Logic Pro X Best Method for MIDI/Score Creation in LPX

PKGuy323

New Member
It's 2019...and I just bough David's 10.4 training manual so my aim is to work through it 1st QTR 2019.

A more specific question I have is the methodology for MIDI/Score entry. I've looked for videos, books, etc that focus more on the process vs the how-to. I'm not a loops guy, I prefer to write my own melodies, harmonies, etc. Drum tracks too although a good beat track is forgivable. :)

So, when you have that song (let's say instrumental orchestral piece...or pop music song) in your head and need to get it out of there into LPX what's the best step-by-step for the process?

I have LPX 10.4, Yamaha MIDI keyboard, USB Microphone, and MacBook Air 2017.
 

Peter Ostry

Administrator
Staff member
Well, there is no best process. You talk about music creation or re-creation of existing music from scratch.

You have options:
  • Playing on MIDI controllers
  • Writing notes/events manually in Logic Score or Pianoroll
  • Writing notes with the step-function
  • Importing MIDI data
  • Playing electric instruments with pickups to preamps
  • Recording acoustic instruments with microphones
In most cases, playing the music is the best way, at least for the music. But you must be able to play and simulate several instruments on the right controller for each instrument. For example, playing blown instruments on a keyboard is possible but you need to be a sensitive player and know the original instrument well. Many players prefer a breath controller for these instruments, either a breath controller box and a keyboard or – better – a dedicated windcontroller, which is an electronic instrument that produces MIDI data.

Drums can be played on a keyboard, but you may prefer electronic drums to trigger virtual instruments of your choice. A keyboarder may be able to simulate guitar techniques, but a guitarist may prefer to play on audio tracks or/and use a MIDI-guitar for scoring. String and brass sections are often played on MIDI keyboards, but this gets difficult for solo instruments. The possibilities are endless and depend on your personal skills and your equipment.

Writing the score manually for virtual instruments is often done and people are quite successful if they have the feeling and experience for their instruments and music. You may need a lot of corrections and fine-tuning to produce convincing tracks this way because written notes in a DAW are normally quantized, they give a machine-like feeling. On the other hand, if you make machine-like music, this may be your way.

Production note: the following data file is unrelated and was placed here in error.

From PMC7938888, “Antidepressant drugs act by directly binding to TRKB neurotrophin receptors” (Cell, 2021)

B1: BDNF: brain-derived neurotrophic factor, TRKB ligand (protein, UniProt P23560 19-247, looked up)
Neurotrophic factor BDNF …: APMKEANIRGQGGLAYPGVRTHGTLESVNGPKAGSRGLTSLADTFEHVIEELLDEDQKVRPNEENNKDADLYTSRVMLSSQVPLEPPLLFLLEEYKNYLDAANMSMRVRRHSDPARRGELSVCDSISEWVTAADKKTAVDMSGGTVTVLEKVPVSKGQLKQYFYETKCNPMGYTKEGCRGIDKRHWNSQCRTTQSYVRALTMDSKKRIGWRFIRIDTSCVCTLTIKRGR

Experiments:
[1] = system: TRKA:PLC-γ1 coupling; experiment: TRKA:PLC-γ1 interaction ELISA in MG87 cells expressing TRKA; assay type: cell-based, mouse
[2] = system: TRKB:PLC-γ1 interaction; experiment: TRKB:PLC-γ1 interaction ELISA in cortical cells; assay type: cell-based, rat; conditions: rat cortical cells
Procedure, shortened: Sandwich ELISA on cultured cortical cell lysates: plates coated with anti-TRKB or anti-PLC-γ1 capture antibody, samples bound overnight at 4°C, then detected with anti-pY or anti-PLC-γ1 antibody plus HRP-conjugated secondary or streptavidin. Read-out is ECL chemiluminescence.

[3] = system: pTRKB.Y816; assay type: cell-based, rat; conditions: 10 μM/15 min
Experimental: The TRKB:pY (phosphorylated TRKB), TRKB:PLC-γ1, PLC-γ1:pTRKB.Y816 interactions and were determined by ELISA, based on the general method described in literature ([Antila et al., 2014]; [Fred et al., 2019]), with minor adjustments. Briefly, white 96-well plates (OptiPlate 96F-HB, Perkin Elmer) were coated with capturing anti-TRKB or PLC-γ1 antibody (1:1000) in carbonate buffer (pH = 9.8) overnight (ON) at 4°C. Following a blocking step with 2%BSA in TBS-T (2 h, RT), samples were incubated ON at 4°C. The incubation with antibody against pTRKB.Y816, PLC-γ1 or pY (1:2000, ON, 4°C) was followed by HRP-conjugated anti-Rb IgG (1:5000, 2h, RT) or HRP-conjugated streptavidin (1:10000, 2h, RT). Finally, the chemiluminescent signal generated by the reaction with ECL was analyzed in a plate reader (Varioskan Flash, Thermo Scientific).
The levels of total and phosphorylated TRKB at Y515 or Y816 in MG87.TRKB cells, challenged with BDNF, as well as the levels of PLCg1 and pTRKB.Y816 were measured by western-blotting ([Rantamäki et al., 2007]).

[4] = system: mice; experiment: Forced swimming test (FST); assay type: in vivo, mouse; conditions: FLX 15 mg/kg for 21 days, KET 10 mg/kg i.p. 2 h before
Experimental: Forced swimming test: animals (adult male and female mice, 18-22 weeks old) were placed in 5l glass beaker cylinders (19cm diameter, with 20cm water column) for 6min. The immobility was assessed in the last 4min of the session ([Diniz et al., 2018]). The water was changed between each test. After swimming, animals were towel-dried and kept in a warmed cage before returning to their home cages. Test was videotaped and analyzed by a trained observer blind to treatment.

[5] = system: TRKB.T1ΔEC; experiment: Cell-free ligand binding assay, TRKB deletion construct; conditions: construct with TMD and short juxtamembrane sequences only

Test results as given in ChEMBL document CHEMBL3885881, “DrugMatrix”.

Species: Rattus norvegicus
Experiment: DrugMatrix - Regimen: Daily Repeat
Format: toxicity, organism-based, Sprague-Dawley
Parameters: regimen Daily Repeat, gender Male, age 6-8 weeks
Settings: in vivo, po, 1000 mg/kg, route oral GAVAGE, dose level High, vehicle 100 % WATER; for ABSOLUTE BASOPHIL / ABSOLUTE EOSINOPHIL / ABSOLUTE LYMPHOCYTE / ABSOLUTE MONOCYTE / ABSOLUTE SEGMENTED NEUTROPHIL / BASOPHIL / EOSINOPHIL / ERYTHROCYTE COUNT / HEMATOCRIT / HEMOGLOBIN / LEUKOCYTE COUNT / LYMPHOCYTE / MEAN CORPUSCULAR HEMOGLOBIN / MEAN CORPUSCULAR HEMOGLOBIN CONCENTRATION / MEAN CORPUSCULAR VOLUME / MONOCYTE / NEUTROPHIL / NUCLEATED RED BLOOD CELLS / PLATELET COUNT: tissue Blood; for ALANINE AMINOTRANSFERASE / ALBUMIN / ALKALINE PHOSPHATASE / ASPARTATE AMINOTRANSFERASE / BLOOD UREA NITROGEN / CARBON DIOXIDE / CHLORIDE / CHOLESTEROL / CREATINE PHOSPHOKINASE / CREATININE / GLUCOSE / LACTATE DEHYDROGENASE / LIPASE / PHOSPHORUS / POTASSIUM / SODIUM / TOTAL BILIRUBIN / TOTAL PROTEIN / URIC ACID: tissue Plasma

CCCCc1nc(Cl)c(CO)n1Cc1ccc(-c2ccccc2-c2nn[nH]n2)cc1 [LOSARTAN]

You can also write your notes while you compose and play them afterwards on a controller for better feeling and expression. Writing notes, bringing them to the right timing and finally adding expression, pitchbend etc. with a controller is also a widely used method. Most musicians who write for several instruments use a mix of several techniques.

There is not much to say about imported MIDI data. The quality depends on the person who made the score. Can be good or not, can be right what you need or just a layout which you refine or use as a template for your own playing or writing.

Depending on your instrumental skills you rather may prefer to record on audio tracks than using MIDI. But be aware that apart from instruments with electric pickups you need the right microphone and a good room for good recordings. Such a setup can get quite complex and expensive.

If you have no instrumental skills at all, try writing the score manually but also learn basic playing on your keyboard, this will help a lot in the future. If you can play one or more instruments, think about recording them on audio tracks or try to simulate them with appropriate playing on your MIDI controller.

I hope, this short overview could provide some starting points for you.

———

BTW, in your setup I miss an audio interface but you have an USB microphone. You seem to believe, that using your computer alone is enough. In the long term this is not the case. The built-in audio interface of your Mac is not good enough to hear a mix as good as possible. And you have no possibility to use the right microphones and preamps for different instruments. Of course you can start making music with your current equipment. Just expect that some extensions of your setup may be necessary in future. Not to forget good studio speakers and an acoustically treated room for listening and probably for recording.
 
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